What a difference a few years make. I started collecting in 1988 and by that time you could find Topps, Donruss, and Score just about anywhere. I remember buying at big box stores, gas stations, drug stores, small and large grocery stores. Seemed like everyone had them.

Except '88 Fleer..never saw them unless I went to a card shop and they were $0.75 a pack...too rich for my blood.
bryan was here said…
When I first started getting packs in 1981, it was a little bodega called Sammy Quik Stop. They had Topps there, and later on that summer, the stickers and sticker albums. A few blocks away, another small grocery, Li'l Shopper, had the Donruss and Fleer cards. I didn't go there as much, so I didn't have as many Fleer and Donruss that year. Ben Franklin's had the rack packs for 99 cents. A few years later, the Woolworths in the mall actually had a security guard posted by the card section. It was at that moment the innocence was gone...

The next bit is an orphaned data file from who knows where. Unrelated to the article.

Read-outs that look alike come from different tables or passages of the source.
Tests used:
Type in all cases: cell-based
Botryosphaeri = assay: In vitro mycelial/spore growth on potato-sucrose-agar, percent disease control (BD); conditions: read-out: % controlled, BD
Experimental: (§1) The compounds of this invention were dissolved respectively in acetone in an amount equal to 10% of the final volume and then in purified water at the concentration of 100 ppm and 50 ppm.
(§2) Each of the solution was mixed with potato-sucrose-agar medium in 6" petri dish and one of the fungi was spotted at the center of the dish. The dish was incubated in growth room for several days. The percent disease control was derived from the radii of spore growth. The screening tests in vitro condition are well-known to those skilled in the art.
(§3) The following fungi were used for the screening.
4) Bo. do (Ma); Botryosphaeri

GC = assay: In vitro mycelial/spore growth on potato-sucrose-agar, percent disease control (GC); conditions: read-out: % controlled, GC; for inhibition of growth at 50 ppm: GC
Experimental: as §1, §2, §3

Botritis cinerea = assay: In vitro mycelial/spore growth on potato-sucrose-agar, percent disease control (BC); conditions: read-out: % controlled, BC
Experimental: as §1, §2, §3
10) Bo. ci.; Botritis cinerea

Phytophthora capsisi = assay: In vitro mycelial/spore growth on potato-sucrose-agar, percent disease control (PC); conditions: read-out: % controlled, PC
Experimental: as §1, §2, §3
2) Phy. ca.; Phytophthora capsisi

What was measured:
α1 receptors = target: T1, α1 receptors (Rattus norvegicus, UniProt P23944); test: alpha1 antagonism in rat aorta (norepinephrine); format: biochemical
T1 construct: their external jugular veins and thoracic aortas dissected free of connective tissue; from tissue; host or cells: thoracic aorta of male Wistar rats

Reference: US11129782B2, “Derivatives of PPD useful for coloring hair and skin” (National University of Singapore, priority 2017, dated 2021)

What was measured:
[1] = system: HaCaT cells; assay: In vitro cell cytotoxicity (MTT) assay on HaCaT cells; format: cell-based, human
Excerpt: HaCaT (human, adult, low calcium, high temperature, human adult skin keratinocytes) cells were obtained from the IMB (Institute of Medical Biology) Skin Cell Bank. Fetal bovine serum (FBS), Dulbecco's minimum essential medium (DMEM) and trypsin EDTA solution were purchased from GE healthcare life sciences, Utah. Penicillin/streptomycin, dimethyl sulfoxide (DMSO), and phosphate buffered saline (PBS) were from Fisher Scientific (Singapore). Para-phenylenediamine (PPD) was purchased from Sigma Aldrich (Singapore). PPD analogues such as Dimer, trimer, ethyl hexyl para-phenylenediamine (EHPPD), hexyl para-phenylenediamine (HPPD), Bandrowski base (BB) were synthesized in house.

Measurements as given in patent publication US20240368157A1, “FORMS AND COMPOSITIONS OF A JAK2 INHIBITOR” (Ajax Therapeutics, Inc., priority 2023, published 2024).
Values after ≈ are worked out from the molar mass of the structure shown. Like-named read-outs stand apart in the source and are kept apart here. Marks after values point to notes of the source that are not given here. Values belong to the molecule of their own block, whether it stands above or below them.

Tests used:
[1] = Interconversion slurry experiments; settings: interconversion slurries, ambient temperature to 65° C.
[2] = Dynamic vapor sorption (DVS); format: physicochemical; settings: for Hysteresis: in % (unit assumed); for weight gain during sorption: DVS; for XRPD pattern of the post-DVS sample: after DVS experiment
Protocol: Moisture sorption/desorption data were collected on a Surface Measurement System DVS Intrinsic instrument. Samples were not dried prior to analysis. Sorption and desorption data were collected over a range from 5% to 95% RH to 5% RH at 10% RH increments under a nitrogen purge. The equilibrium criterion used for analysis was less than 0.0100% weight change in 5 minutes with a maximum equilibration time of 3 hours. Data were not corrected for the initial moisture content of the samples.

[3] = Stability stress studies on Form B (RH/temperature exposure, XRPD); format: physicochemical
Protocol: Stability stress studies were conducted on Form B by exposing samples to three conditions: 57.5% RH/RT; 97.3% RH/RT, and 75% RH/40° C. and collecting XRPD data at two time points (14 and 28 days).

None of the little stores I used to get packs at are still around. That Luzinski is awesome, I don't think I have seen that one in many years if ever.

Oh, and Fuji is just the man.
acrackedbat said…
I have none of these memories but enjoy living vicariously through yours. I don't recall paying attention to these stickers but they look great laid out together! And that young Mikey...SWEET!